Don’t hold back your child because of your own misconceptions, writes Lauren Ahwan. Parents must become more open-minded about vocational education or risk limiting their children’s career options.
The training and career choices of young people are highly influenced by their parents with research revealing 85 per cent of boys and 74 per cent of girls feel pressured to study at university.
The research, conducted by the New South Wales Government’s Industry department in conjunction with post-schooling option website Year 13, shows parents are failing to promote vocational courses, with more than a quarter having a negative opinion towards VET.
Skilling Australia Foundation general manager Andrew Sezonov says many parents fail to realise that VET graduates find work faster, and earn more in their first year, than their university counterparts.
He says parental bias is so great that SAF now focuses on the benefits of gaining vocational qualifications before going to university, rather than choosing VET instead of uni.
“VET can be a very strong precursor to (successfully) undertaking tertiary studies,” Sezonov says.
“Those who do VET are better able to comprehend their (later) university studies due to first-hand experience in the workplace.”
St Patrick’s Technical College principal Danny Deptula says the belief that university is more prestigious than VET has led to many young people enrolling at uni as a means of “buying some time to keep their parents happy while they try to work out what they really want to do”.
“Vocational education is just as legitimate a way to a successful career and future as any other secondary or tertiary pathway,” Deptula says.
“We know an apprenticeship or traineeship can lead to a very rewarding and successful career, both professionally and financially, and often leads to greater endeavours.”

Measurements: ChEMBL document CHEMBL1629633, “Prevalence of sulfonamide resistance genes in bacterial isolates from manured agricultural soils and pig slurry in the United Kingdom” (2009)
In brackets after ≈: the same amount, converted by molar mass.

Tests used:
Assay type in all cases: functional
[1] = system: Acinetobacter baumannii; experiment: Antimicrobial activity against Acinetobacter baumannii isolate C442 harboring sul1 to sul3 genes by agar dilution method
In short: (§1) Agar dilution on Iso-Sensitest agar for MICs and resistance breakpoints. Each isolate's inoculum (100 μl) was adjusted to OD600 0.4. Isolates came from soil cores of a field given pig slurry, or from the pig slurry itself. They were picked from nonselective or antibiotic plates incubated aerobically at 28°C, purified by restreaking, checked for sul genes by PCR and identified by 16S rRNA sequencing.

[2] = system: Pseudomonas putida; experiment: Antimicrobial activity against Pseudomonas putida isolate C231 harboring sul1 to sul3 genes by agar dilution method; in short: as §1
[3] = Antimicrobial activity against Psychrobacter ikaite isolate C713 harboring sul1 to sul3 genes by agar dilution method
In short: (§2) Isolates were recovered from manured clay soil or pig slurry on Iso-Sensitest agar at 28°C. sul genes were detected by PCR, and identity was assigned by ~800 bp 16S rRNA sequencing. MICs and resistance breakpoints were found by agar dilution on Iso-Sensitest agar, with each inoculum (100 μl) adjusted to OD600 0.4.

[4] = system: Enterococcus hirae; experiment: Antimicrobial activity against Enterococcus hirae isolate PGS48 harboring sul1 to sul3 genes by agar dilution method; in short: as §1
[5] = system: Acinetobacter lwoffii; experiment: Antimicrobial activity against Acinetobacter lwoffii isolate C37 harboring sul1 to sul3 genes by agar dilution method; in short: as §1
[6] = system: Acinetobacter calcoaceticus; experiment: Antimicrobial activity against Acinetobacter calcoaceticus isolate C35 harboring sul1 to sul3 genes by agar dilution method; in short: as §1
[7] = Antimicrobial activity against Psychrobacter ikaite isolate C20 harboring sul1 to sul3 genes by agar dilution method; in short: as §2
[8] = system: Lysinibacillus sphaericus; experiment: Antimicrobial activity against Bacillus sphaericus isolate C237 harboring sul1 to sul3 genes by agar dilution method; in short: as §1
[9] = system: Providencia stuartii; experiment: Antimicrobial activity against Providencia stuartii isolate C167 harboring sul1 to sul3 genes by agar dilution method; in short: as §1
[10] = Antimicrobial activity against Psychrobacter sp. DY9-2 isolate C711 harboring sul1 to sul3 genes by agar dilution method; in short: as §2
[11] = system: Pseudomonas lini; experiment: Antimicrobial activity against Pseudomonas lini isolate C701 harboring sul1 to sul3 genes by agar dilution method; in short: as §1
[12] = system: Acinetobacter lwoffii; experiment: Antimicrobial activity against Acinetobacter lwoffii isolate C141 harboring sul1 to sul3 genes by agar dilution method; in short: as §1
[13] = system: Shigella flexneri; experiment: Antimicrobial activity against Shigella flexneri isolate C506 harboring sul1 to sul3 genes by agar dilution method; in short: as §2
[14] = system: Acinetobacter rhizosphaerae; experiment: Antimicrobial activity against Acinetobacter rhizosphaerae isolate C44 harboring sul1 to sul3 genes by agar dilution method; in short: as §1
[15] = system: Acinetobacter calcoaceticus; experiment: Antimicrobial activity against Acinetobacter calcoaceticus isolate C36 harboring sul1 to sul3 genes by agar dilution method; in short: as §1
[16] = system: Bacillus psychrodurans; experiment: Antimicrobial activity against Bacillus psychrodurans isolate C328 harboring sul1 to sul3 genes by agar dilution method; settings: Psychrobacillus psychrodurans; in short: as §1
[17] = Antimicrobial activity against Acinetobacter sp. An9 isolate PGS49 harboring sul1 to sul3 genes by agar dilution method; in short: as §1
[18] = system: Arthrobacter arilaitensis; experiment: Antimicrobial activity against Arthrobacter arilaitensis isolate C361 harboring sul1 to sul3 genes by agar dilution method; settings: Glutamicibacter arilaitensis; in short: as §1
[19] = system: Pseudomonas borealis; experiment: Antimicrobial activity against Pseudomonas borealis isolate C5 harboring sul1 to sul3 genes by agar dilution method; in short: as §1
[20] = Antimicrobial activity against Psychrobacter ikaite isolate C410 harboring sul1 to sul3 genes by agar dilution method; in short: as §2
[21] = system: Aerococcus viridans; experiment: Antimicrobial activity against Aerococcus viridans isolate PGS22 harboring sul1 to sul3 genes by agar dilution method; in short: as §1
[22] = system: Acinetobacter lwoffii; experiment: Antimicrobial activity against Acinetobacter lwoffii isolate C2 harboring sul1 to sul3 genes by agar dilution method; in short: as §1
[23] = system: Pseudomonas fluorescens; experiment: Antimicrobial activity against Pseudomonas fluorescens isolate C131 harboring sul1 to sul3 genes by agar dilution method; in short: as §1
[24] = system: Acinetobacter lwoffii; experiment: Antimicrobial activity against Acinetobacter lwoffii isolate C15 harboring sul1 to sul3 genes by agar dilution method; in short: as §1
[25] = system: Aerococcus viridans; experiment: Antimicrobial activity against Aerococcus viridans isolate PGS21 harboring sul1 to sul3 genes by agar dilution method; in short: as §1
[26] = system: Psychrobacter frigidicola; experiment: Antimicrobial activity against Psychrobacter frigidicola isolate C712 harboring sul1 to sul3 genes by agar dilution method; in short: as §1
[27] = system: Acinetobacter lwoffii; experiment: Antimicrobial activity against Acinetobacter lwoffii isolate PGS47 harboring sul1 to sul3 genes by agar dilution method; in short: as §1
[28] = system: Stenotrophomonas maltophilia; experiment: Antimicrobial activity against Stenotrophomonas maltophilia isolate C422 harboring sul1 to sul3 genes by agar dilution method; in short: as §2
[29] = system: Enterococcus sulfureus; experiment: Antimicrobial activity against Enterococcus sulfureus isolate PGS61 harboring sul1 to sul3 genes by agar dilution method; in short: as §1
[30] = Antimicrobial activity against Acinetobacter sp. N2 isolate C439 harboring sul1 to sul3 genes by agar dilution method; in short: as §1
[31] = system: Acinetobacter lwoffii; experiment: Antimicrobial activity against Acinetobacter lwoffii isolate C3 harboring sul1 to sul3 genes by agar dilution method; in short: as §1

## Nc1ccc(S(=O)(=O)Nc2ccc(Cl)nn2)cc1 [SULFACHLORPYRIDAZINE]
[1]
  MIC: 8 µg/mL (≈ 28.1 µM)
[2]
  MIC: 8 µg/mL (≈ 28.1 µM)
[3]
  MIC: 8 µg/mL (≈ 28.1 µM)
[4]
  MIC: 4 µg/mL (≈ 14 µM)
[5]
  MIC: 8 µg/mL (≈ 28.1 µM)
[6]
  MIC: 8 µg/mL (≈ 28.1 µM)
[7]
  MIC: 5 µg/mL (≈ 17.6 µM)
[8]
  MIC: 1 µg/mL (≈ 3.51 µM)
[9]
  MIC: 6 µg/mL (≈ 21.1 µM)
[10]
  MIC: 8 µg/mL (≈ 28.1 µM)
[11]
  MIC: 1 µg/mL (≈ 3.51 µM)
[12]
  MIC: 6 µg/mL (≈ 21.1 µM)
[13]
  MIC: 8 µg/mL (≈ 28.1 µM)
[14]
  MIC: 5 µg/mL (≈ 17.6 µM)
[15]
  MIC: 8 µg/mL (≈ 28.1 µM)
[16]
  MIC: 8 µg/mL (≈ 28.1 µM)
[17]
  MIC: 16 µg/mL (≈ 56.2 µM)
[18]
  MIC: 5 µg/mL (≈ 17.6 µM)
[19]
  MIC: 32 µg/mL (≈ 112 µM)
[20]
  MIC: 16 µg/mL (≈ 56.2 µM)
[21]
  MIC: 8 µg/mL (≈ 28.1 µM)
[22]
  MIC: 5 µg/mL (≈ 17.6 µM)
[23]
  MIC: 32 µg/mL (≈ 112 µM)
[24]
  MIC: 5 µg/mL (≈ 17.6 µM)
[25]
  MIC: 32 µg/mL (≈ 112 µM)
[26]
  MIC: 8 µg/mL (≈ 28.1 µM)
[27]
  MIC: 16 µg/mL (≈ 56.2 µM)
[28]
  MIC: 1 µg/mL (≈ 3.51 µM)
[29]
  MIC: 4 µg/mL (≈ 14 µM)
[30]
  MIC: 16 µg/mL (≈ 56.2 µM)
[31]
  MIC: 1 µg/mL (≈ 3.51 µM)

Training Services NSW executive director David Collins says VET employment outcomes are as high as 91 per cent for some graduates, providing a pathway to jobs in high growth industries such as healthcare and social assistance, construction and infrastructure and education and training. He says parents must be proactive in identifying career opportunities and considering VET.
“Well-meaning parents and caregivers who push school leavers into university may actually hinder their child’s career options as not everyone is suited to this path,” he says.
Jarrad Hewitson runs his own business JR Hewitson Carpentry & Joinery and is delighted that his son, Jayden, is following in his footsteps, undertaking a school-based building and construction apprenticeship during Year 11 at St Patrick’s Technical College. “I’ve never pushed him (into an apprenticeship) but I’m just so proud of what he’s doing,” Jarrad says. He says the good job prospects for tradies means Jayden will face fewer employment worries.
“As a tradie, you get to be creative and the satisfaction of building something with your team is just fantastic,” he says. “It surprises me that more parents don’t encourage their kids (to pursue a trade).”